Tuesday, January 8, 2019

In June, the Barker Adoption Foundation’s Colombia Homeland Tour group returned home from our fabulous trip to Bogota, Colombia. The Tour was composed of 29 individuals made up of 7 families from Connecticut, New York, Maryland and New Jersey with children ranging from school-aged to young adults. While we have settled back into our daily lives, I am certain that each of us continues to embrace a special fondness and appreciation of our experiences while visiting our children’s homeland.

My son Michael was born in Bogota 25 years ago. I always wanted to return and show him his country of origin, and this became the right year for our trip. Bogota was now very safe, my summer teaching schedule was lighter than usual, and Michael was ready and eager to explore Colombia.

Travel arrangements for the Colombian Homeland Tour could not have gone smoother. And on June 20th, we arrived at the modern Bogota International airport, and immediately I saw a transformed city from what I remembered from 1991. Delightfully, the first faces we saw after immigration were the Barker Team, Sue Hollar, Carolina Kenrick, and Barbara Donesky. What I was unaware of at that time was not only were they excellent travel guides, each with distinctly delightful personalities but that I would glean so much knowledge from each of them about adoption.

After meeting everyone from the group the next morning at breakfast, we set out for FANA (Fundacion para la Asistencia de la Ninez Abandonada) led by Maria Teresa de Perez, the 4th member of Barker’s team. Throughout the trip, she graciously shared her knowledge about all aspects of Colombia. Upon our arrival, we toured the expansive building and grounds, where the children appeared playful, happy and so very well cared for. FANA was immaculate, and innovative programs for both orphans and daycare preschoolers were evident. Visiting FANA was emotional, and I truly felt that I was experiencing déjà vu. I’m a nurse; accustomed to being strong, stoic, and in control of my emotions, but I was moved, especially when I saw the original gold tree of life where Michael was presented to us by FANA’s Founder, Mercedes Rosario de Martinez.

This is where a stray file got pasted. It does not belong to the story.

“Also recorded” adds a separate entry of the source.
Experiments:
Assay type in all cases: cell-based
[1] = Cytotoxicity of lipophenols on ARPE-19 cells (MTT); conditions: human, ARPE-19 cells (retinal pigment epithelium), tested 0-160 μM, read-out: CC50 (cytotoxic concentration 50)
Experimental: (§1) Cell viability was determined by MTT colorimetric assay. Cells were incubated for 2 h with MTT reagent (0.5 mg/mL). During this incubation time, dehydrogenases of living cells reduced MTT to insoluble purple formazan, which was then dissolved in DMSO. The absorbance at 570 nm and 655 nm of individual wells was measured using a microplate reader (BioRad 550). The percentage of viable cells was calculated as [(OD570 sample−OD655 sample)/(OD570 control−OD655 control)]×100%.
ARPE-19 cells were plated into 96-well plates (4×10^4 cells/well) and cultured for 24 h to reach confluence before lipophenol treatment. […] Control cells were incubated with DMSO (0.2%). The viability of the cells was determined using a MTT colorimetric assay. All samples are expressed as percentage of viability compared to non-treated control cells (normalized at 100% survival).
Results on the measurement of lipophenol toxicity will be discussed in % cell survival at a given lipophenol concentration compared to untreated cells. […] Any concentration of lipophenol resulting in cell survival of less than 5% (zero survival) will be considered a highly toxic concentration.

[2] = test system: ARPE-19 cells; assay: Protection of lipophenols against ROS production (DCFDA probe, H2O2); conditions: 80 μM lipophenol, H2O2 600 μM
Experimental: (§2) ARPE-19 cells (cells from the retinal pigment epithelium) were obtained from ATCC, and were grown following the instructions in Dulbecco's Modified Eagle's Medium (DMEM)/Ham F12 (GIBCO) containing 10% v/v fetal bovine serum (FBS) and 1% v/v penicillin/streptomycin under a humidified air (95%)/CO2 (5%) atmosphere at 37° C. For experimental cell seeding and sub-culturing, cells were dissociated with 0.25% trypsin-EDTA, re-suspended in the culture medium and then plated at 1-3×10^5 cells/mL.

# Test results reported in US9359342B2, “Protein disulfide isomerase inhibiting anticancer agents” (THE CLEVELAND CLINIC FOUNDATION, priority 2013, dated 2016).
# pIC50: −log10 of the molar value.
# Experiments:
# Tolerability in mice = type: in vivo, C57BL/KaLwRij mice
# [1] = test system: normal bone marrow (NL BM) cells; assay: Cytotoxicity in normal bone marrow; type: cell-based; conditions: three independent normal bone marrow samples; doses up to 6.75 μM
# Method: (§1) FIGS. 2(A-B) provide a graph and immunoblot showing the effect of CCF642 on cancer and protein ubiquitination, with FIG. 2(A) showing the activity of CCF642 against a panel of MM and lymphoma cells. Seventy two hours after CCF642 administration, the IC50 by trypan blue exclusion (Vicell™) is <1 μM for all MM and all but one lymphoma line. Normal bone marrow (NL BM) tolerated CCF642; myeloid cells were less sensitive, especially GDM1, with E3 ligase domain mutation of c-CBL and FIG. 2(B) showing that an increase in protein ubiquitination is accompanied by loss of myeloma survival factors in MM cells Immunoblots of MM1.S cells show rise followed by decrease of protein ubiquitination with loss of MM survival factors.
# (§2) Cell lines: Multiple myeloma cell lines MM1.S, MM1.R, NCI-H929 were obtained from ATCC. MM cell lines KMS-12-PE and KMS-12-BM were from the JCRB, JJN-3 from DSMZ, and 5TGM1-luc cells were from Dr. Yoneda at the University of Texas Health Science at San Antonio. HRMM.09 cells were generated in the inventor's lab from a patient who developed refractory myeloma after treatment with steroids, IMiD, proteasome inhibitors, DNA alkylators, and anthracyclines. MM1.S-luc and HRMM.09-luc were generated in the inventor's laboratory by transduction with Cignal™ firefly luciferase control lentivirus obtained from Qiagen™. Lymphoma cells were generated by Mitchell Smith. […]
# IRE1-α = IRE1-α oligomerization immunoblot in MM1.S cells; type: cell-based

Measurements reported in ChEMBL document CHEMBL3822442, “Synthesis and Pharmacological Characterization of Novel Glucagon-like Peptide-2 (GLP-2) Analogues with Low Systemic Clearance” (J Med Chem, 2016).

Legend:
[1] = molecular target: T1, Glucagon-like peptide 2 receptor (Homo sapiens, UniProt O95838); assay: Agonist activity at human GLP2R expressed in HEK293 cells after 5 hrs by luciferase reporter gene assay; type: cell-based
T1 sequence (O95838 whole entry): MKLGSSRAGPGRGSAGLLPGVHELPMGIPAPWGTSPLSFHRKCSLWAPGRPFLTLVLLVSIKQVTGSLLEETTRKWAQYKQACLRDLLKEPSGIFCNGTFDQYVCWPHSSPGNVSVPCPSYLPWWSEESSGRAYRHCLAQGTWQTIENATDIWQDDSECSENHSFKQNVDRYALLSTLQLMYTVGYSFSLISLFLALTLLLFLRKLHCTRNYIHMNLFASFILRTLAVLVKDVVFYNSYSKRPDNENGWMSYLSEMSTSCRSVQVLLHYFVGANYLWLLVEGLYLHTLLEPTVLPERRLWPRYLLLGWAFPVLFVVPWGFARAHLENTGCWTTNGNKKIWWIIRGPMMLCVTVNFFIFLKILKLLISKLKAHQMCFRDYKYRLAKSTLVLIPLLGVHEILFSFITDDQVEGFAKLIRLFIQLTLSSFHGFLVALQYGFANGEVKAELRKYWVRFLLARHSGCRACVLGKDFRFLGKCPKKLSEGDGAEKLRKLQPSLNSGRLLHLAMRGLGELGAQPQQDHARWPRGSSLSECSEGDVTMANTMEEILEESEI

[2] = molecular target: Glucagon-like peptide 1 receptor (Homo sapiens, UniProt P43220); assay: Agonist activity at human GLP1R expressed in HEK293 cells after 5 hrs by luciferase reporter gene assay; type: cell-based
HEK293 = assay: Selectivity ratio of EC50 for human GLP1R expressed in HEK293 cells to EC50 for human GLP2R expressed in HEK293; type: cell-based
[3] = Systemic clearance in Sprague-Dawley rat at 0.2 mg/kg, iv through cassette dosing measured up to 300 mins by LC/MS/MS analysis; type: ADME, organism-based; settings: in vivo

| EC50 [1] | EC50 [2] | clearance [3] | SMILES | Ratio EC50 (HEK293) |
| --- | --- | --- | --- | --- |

As I passed a beautiful portrait of Mercedes, I reflected on how truly amazing she was, changing life courses for thousands of children and families. During our visits 25 years ago, I was consumed with the process of adopting Michael and bringing him home. Now this visit, I marveled in complete admiration that one woman could initiate this tremendous humanitarian action, advancing and expanding FANA year after year; such that at present, approximately 13,000 children have been adopted into families across the globe.

While at FANA we were greeted and well cared for by Elena Martinez, Director, and Maria Lucia Martinez, Director of the Hogar Margarita (FANA’s home for birth mothers), who are daughters of Mercedes and who are continuing their mother’s legacy and life work. Additionally, Maria Teresa Maldonado, FANA Administrative Director, sensitively shared available information, contingent on the child’s age, with each of the families on the tour.

From day one of the trip, there was a highly visible connection among all those our group. A bond was formed and the adopted youth shared a commonality that perhaps they had not experienced previously. I marveled at how Michael blossomed on this trip; normally quiet and introverted, he was outgoing, social, and fully engaged in all aspects of FANA and Colombian life. I quite frankly had never seen him so happy!